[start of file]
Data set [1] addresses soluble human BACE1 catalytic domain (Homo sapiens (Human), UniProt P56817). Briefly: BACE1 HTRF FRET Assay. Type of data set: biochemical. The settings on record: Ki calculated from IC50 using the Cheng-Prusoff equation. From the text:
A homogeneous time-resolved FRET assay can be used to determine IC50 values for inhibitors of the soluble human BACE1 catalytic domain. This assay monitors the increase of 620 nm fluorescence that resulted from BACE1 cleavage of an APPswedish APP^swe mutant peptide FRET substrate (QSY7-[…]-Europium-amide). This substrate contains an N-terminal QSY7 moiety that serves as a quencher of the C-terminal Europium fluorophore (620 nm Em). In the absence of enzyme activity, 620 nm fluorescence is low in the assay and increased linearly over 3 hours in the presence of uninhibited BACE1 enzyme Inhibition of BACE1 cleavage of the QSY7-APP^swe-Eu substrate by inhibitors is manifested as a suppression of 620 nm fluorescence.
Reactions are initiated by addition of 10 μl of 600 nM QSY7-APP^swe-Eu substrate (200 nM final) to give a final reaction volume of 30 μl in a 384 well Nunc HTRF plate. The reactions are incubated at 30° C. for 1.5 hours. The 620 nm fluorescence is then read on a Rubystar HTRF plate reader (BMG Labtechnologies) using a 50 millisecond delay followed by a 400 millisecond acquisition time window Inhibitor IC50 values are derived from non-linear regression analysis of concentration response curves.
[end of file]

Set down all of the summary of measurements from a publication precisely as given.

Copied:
Data set [1] addresses soluble human BACE1 catalytic domain (Homo sapiens (Human), UniProt P56817). Briefly: BACE1 HTRF FRET Assay. Type of data set: biochemical. The settings on record: Ki calculated from IC50 using the Cheng-Prusoff equation. From the text:
A homogeneous time-resolved FRET assay can be used to determine IC50 values for inhibitors of the soluble human BACE1 catalytic domain. This assay monitors the increase of 620 nm fluorescence that resulted from BACE1 cleavage of an APPswedish APP^swe mutant peptide FRET substrate (QSY7-[…]-Europium-amide). This substrate contains an N-terminal QSY7 moiety that serves as a quencher of the C-terminal Europium fluorophore (620 nm Em). In the absence of enzyme activity, 620 nm fluorescence is low in the assay and increased linearly over 3 hours in the presence of uninhibited BACE1 enzyme Inhibition of BACE1 cleavage of the QSY7-APP^swe-Eu substrate by inhibitors is manifested as a suppression of 620 nm fluorescence.
Reactions are initiated by addition of 10 μl of 600 nM QSY7-APP^swe-Eu substrate (200 nM final) to give a final reaction volume of 30 μl in a 384 well Nunc HTRF plate. The reactions are incubated at 30° C. for 1.5 hours. The 620 nm fluorescence is then read on a Rubystar HTRF plate reader (BMG Labtechnologies) using a 50 millisecond delay followed by a 400 millisecond acquisition time window Inhibitor IC50 values are derived from non-linear regression analysis of concentration response curves.